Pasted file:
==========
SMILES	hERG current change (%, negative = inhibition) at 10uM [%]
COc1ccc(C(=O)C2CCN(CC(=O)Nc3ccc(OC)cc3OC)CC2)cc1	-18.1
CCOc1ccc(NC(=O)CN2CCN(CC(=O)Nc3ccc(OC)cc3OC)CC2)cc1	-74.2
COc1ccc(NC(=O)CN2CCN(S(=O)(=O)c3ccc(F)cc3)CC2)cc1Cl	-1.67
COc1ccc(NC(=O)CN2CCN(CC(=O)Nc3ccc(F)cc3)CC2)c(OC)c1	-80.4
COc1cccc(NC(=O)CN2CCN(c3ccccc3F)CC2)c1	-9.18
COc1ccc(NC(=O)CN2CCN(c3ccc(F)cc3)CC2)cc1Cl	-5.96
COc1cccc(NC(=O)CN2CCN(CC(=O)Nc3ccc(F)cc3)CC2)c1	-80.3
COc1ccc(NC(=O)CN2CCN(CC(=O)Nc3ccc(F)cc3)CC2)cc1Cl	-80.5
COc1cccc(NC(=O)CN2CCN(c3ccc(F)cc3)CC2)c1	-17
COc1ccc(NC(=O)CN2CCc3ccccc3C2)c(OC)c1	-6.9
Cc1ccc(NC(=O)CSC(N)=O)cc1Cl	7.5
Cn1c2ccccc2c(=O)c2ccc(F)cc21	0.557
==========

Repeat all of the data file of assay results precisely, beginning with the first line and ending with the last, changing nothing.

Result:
SMILES	hERG current change (%, negative = inhibition) at 10uM [%]
COc1ccc(C(=O)C2CCN(CC(=O)Nc3ccc(OC)cc3OC)CC2)cc1	-18.1
CCOc1ccc(NC(=O)CN2CCN(CC(=O)Nc3ccc(OC)cc3OC)CC2)cc1	-74.2
COc1ccc(NC(=O)CN2CCN(S(=O)(=O)c3ccc(F)cc3)CC2)cc1Cl	-1.67
COc1ccc(NC(=O)CN2CCN(CC(=O)Nc3ccc(F)cc3)CC2)c(OC)c1	-80.4
COc1cccc(NC(=O)CN2CCN(c3ccccc3F)CC2)c1	-9.18
COc1ccc(NC(=O)CN2CCN(c3ccc(F)cc3)CC2)cc1Cl	-5.96
COc1cccc(NC(=O)CN2CCN(CC(=O)Nc3ccc(F)cc3)CC2)c1	-80.3
COc1ccc(NC(=O)CN2CCN(CC(=O)Nc3ccc(F)cc3)CC2)cc1Cl	-80.5
COc1cccc(NC(=O)CN2CCN(c3ccc(F)cc3)CC2)c1	-17
COc1ccc(NC(=O)CN2CCc3ccccc3C2)c(OC)c1	-6.9
Cc1ccc(NC(=O)CSC(N)=O)cc1Cl	7.5
Cn1c2ccccc2c(=O)c2ccc(F)cc21	0.557